Royal commentators, ever eager to criticize Meghan Markle and Prince Harry, have reacted with horror and derision to the duchess’ release of her 107-second children’s audiobook of her recently published title, Express reports.
One critic of Meghan Markle’s audiobook, which she released after she and Harry gave a series of controversial interviews in which they lambasted the royal family, noted that it is so short and disproportionately pricey, it costs 8 cents per word.
Slammed as a juvenile and amateurish effort on the part of Meghan Markle, who married Harry in May 2018 and recently gave birth to their second child, the audiobook of “The Bench” proved so unpopular that its price was slashed in half within hours of its release.
The audiobook is retailing for an astonishing $15.
It also makes it one of Amazon’s most expensive audiobooks.
The audiobook’s release has only thrown gasoline on the bonfire of criticism of Meghan Markle and Harry.
In The Telegraph, Claire Allfree wrote: “One wonders how any publisher could have thought fit to publish this grammar-defying set of badly rhyming cod homilies, let alone think any child anywhere would want to read it.”
Allfree went on to say: “But that’s planet Sussex for you, where even the business of raising a family is all about the brand.”
The Daily Mail reports that the children’s book and its accompanying pricey audiobook were inspired by a poem that Meghan Markle wrote for Harry’s first Father’s Day directly after the birth of their first child, Archie Harrison Mountbatten-Windsor, in May 2019.
Meghan’s novel is already part of a ‘buy one get one half price’ deal at a WHSmith store in Newcastle city centre.
Critics of Meghan Markle and Harry have excoriated her book and associated audiobook as a “vanity project.”
One trashed it as a “self-help manual for needy parents” while another called it “semi-literate.”
The Daily Mail questioned a passerby in Newcastle about Meghan Markle and Harry and the release of her audiobook, prompting the reply: “She’s trying to make a name for herself any way she can.”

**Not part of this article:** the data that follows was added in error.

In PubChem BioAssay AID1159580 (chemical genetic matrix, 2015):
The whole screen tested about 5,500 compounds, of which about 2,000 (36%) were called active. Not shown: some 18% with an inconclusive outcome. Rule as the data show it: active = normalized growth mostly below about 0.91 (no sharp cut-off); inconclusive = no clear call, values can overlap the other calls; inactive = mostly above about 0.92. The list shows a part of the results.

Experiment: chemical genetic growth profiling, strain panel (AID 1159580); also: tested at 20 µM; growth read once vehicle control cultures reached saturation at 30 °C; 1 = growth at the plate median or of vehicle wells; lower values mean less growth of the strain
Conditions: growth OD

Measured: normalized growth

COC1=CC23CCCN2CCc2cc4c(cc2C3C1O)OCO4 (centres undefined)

The Sydney Morning Herald reports that Meghan’s book, the text of which is in rhymes, is illustrated in watercolor by Christian Robinson.
Markle’s rhyming narrative is complemented by illustrator Christian Robinson’s watercolour images, showing families of different skin colours and backgrounds, from a light-skinned soldier returning home (Harry served in Afghanistan) to a dark-skinned man in dreadlocks, from a boy carrying a soccer trophy to a boy and his father wearing pink tutus.
The Sydney Morning Herald
The book and audiobook’s publisher, Random House, says it is a portrait of “the special relationships between fathers and sons, through a mother’s eyes.”
Royal critics reacted with horror to the fact that despite her having said that royal titles don’t matter to her in her and Harry’s recent Oprah Winfrey interview, she went by “Meghan, Duchess of Sussex” on the book’s cover.
In her review of the book for The Telegraph, Allfree cringed at what she saw as Meghan Markle’s emasculation of Harry in her book and associated audiobook.
“Poor Harry’s role in this marriage is to sit on his bench holding the baby while Meghan gets on and conquers the world, one act of compassion at a time,” she wrote.
The Bench, published worldwide today and apparently based on a poem Meghan wrote for Harry on Father’s Day, is presented as a story for children. But it’s nothing of the sort, not least since it’s not a story. Rather it’s a series of imperatives disguised as loving verse in which Meghan offers words of wisdom to Harry (represented throughout as a sort of racially inclusive, everyman paternal figure) and by implication to the rest of us, on how to handle the tricky business of loving a child.